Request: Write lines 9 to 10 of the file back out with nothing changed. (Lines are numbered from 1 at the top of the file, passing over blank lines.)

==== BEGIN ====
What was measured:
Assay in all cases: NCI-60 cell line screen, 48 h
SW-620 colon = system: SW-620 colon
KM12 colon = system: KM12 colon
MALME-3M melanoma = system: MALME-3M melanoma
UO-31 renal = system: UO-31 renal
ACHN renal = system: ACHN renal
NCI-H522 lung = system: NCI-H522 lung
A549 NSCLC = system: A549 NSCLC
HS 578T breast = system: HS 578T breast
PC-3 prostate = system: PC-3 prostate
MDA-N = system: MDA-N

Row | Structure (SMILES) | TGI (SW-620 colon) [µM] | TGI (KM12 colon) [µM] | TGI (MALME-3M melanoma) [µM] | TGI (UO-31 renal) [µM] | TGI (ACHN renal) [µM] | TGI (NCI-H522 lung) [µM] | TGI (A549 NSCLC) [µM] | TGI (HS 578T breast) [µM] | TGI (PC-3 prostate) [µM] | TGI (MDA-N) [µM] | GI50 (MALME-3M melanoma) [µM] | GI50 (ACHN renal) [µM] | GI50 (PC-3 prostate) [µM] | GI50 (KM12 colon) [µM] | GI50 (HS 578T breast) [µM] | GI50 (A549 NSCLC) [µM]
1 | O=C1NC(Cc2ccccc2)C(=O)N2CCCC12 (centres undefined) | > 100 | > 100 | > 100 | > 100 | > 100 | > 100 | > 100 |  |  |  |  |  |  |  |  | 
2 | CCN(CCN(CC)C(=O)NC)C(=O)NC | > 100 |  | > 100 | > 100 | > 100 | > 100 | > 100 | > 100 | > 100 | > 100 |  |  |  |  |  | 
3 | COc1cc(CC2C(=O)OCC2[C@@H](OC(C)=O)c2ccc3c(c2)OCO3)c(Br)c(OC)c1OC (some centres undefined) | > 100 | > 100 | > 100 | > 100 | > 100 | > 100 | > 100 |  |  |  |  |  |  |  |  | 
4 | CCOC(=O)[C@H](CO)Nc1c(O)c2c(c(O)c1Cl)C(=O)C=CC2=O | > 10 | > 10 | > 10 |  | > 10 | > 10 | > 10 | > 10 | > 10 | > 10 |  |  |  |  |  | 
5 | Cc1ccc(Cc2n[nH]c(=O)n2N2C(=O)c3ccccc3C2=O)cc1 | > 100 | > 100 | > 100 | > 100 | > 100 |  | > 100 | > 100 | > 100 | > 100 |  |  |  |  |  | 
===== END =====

A549 NSCLC = system: A549 NSCLC
HS 578T breast = system: HS 578T breast